One last day at triple day
Competitiors were looking a little tired this morning as they climbed out of their trucks at Aqua Marina restaurant – three days of maximum concentration are hard on everyone. I was hoping to be starting before the break this time and get out of the water to have lunch early, but the swedish/finnish team had beaten us all to it – they were alowed to dive early as they had to dash of to the airport straight from the water.
Ingela Karlsson kicked off the competition with a clean dive to 14m – she said she doubled the record of her home island, which previously had been 7m – if she continues this trend, she will be at 112m in three competitions – go Ingela!
Martin Wikstrom, the man who is known for going for it no matter what, had a bad idea last night: worried that he would be too heavy at depth (he had added a fair few meters to his pb), he reduced his neckweight by 1.5 kilos, only to find himself at twenty meters after twenty strokes and still no sign of sinking. Fortunately, a clear head won over his famous stubborness and he turned to make his way safely back to the surface.
Freedivers who made their way to the competition zone were greeted by an even more outrageous sight than yesterday: Lotta Ericsson had listened to comments complaining that yesterdays Vegas outfit had not been taken to the ultimate conclusion and was now sporting a pink flowery dress in addition to the pink cowboy hat, blue suit, and yellow mask. Since a selfrespecting Italian judge naturally has a reputation to lose in all matters concerning fashion, Linda Paganelli would not be out done by a mere Swede and was wearing an outfit of her own – she was spotted posing for photographers in an even brighter pink dress and cowboy hat ensemble. The jury is still out on which of the two judges will top the ‚best dressed’ list – we are reviewing the photographic evidence later and will post the results asap.
Most competititors came out of the water smiling today. Meanwhile, I had steadily been building up a level of nervousness probably better suited to a 100m dive. By the time I was floating on the warm up buoy, my stomach was doing backflips every other minute, and nothing would calm it down. The 38m done in training seemed like a distant dream and the two additonal meters to 40 got longer and longer. Help was at hand in the shape of Rob King, who had been so kind as to offer me his noodle – a device designed to make any frightened freediver considerably more relaxed. All thoughts of focusing on good technique were abandoned as soon as I had my head in the water, and my coach Rob appeared surprised and impressed in equal measures that I managed to get down at all. I certainly have to say I was rarely so pleased to see the plate, or the safety diver on the way up! Back on the surface, I was smiling for the camera when judge Lotta Ericsson told me my nose was bleeding – trust a girls luck, just when you are trying to look cool, pretty and happy about a national record, you have blood all over your face. Won’t be showing any of those pictures to my parents...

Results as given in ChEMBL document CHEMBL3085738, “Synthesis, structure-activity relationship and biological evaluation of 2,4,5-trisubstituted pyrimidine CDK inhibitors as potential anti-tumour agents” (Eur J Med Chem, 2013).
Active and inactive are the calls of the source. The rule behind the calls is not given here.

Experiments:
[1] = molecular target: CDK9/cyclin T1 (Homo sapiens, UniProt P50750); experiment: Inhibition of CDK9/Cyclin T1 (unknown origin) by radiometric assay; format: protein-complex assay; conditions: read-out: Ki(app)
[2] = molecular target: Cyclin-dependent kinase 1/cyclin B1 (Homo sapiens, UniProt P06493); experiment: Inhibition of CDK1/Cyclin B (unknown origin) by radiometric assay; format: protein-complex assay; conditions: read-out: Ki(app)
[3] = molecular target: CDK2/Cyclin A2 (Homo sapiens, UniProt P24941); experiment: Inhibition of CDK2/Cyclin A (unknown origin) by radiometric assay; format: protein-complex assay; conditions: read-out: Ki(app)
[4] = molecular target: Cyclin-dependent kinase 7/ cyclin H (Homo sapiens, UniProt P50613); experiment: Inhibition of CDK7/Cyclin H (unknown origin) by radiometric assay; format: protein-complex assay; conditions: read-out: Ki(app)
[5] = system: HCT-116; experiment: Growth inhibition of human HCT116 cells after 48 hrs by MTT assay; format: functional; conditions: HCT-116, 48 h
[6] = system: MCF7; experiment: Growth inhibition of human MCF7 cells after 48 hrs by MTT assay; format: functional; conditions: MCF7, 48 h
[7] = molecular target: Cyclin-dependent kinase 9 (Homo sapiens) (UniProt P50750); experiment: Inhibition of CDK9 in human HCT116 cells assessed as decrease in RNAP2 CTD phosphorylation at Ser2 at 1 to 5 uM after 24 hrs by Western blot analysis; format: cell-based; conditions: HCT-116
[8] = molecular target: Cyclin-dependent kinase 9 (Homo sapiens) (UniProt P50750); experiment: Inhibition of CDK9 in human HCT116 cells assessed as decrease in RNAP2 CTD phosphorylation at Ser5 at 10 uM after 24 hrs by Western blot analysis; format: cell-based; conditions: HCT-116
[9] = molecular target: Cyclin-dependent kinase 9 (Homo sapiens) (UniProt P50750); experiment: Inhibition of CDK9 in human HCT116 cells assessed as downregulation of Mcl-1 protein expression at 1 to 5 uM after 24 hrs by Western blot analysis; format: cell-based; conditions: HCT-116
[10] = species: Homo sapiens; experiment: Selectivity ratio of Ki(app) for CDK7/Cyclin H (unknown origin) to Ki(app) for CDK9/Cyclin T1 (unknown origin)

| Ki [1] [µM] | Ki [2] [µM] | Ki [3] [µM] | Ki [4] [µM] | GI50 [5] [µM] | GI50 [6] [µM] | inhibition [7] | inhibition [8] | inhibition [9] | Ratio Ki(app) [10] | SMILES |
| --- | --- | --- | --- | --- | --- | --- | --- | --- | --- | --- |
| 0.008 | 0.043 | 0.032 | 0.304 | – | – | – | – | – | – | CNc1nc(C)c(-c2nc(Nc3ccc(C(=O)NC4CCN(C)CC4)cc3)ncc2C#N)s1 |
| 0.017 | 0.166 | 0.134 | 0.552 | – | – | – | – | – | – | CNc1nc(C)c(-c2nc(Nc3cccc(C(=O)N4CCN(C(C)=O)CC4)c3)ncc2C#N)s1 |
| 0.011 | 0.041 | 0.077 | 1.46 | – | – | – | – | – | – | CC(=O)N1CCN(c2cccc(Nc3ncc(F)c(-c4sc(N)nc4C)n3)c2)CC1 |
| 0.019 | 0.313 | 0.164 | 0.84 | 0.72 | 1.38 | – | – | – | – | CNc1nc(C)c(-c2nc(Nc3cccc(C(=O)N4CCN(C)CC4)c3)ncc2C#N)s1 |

Liv Phillip from the UK demonstrated how to do that dive properly right afterwards. She has been very consistent throughout this competition and has impressed fellow freedivers by a new habit she clearly picked up from Will Trubrige in the Bahamas: she dives without a warm-up. All she does is float around on a bouy at the surface for some time, smiling sweetly at the mere humans who are there with precise warm-up schedules written on their hands. She says it reduces her capacity to be late...
Three clean dives put her second on points in the overall result, behind Karla Fabrio from Croatia, who showed her strength again with an easy dive to 47m.
Australias Ben Noble, who has provided amusement for his training buddies by wearing a rather mad looking pipe mask, was happy to point out another freediver with a similar contraption – his precise words were: „See – I’m not a freak!“ Someone soon pointed out to him that just because there are other freaks out there, does not mean....well, you get the drift. He amazed all critics by doing a very fast, and very clean dive to 40m, though, and especially the author of this article is now keeping her mouth shut.
Most people stayed in the water for the highlight of the day: another world record dive by Natalia Molchanova, who was headed for 60m. She worked very hard to get down, obviously diving very buoyant, which allowed her to relax and float up from 15m to get back to the surface, where she just smiled, did the surface protocol and barely took a breath. A fantastic dive to end this great competition!
Signing off from the blue hole,
Anna von Boetticher (off to have a beer – and a banana milkshake...)